Q. Why should I invest?
Investing is a great way to make your money work for you. Keeping your money out of the market can mean a loss of thousands of dollars of growth and dividends over the course of your money-earning life. The sooner you start investing, the greater your chance of benefiting from compounding. Let’s say you invested…
Q. What is an ETF?
ETF stands for exchange-traded fund. ETFs are a basket of investments (for example: stocks and bonds) bundled into a fund that’s traded on an exchange. Exchange-Traded means you can buy and sell ETFs on public stock exchanges like the Nasdaq or the New York Stock Exchange. These bundles of stocks, bonds, and cash usually track…
Q. What is a dividend?
A dividend is a distribution of a company’s earnings, a divvying up. Say you own shares of Coca-Cola, and Coca-Cola makes some profit. If those shares pay dividends (not all do), you get a certain amount of the profit the company distributes to its shareholders. That amount is determined by how many shares you have.…
Q. What happens to my shares if a stock splits?
A stock split is similar to taking a $100 bill and splitting it into two $50 bills (or five $20 bills). The number of bills you hold increases, but the overall value of your money remains the same. If a stock that you own splits, the number of shares of stock on the market (or…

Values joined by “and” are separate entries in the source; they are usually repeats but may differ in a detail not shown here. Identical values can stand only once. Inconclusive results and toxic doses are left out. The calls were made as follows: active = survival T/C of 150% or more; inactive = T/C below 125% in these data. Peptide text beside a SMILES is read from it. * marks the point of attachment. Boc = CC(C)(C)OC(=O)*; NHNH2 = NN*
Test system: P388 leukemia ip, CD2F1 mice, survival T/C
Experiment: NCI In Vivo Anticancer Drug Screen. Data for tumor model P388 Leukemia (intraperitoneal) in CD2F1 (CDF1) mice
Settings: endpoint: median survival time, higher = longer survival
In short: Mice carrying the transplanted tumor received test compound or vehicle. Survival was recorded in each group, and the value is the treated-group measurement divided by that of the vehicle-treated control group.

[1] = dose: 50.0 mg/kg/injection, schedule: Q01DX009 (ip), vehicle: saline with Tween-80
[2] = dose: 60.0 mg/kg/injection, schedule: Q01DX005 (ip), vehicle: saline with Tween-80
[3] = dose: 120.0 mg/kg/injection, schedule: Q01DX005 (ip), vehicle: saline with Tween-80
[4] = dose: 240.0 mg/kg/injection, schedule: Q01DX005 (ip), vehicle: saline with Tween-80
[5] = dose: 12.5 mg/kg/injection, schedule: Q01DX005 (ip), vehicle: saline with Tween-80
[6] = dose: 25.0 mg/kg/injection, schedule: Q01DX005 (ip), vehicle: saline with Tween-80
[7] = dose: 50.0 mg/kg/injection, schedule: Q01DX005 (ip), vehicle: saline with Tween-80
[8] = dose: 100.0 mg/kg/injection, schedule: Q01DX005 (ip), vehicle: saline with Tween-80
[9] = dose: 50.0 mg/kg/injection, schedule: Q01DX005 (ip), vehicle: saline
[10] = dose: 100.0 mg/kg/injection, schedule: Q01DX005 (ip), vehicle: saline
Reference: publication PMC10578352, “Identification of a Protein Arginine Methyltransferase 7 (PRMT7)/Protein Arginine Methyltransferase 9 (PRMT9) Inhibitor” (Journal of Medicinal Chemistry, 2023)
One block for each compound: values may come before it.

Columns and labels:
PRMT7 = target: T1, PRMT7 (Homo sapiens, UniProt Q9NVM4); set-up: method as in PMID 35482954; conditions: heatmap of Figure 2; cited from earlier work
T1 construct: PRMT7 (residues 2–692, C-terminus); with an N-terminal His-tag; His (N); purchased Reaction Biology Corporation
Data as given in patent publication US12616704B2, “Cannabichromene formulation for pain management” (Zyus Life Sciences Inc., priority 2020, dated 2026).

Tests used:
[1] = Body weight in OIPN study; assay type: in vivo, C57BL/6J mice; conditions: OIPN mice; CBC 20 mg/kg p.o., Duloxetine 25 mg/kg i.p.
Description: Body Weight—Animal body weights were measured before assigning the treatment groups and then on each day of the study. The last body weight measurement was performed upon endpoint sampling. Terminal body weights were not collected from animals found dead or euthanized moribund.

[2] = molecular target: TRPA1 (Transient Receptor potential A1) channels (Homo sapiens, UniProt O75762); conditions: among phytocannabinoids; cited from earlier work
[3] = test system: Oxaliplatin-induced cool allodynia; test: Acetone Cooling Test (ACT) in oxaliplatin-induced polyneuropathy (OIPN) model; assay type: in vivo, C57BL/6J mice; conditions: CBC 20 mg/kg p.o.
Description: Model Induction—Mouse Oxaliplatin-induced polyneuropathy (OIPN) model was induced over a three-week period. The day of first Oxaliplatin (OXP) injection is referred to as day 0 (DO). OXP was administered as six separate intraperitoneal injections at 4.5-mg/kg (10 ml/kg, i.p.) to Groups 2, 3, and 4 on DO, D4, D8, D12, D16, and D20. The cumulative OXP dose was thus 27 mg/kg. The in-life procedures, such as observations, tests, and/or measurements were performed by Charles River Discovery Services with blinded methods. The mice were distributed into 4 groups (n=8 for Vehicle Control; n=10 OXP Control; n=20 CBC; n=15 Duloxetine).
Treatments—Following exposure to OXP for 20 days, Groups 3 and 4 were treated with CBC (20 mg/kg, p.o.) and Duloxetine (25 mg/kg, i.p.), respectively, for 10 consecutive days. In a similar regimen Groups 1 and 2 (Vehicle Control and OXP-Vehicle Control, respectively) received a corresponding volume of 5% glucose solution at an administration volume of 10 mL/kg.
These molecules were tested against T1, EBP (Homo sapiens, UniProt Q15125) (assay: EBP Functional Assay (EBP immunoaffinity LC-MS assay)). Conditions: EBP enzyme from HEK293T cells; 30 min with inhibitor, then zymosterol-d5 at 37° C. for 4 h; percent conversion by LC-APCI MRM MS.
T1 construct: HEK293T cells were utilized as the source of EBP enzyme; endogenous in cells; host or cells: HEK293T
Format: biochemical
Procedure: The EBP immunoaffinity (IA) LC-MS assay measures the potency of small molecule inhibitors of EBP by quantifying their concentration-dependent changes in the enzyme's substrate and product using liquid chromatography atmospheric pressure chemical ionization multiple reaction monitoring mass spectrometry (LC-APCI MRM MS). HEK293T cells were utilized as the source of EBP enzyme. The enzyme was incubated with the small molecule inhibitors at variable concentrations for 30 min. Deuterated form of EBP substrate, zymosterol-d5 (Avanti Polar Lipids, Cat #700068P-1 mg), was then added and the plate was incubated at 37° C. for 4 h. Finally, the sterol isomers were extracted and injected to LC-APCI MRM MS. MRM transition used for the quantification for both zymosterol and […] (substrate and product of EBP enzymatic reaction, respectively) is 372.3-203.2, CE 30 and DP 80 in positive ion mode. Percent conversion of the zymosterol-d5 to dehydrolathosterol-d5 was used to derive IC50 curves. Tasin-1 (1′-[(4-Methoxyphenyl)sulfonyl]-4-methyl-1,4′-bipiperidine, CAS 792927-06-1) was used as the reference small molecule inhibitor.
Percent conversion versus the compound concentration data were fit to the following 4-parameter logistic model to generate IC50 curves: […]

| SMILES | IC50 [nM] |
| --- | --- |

Q. Will Stash tell me when to sell my stock shares?
You will be able to sell your shares of stock in the same way that you sell shares of an ETF today. For guidance on how to judge the performance of a company, we recommend that you consult all available resources on learn.stashinvest.com.
Q. How can I invest in my beliefs on Stash?
Put a small part of your extra cash into investments you believe in, care about, or both. If you care about your investments, you have faith in them regardless of whether the market is up or down. This is the attitude of a good investor with strong investing habits. Investments on Stash are sorted into…
Q. What is a custodial account?
A custodial account allows a parent (or grandparent, other family member, or friend) to open a savings/investing account for a minor*. Until the minor reaches the “age of majority” (usually 18 or 21 depending on the State), only the adult or ‘Custodian’ who opened the account can manage the funds. Think of the age of…
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